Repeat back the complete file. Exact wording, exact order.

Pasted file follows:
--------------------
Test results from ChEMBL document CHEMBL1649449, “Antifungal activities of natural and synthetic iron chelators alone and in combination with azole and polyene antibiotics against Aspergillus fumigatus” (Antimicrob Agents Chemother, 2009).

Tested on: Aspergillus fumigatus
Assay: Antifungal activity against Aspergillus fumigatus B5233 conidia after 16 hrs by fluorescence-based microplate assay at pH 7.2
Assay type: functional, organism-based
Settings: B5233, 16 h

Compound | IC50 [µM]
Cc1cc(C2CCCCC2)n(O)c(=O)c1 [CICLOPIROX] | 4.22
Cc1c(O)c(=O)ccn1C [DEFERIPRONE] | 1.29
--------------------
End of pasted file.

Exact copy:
Test results from ChEMBL document CHEMBL1649449, “Antifungal activities of natural and synthetic iron chelators alone and in combination with azole and polyene antibiotics against Aspergillus fumigatus” (Antimicrob Agents Chemother, 2009).

Tested on: Aspergillus fumigatus
Assay: Antifungal activity against Aspergillus fumigatus B5233 conidia after 16 hrs by fluorescence-based microplate assay at pH 7.2
Assay type: functional, organism-based
Settings: B5233, 16 h

Compound | IC50 [µM]
Cc1cc(C2CCCCC2)n(O)c(=O)c1 [CICLOPIROX] | 4.22
Cc1c(O)c(=O)ccn1C [DEFERIPRONE] | 1.29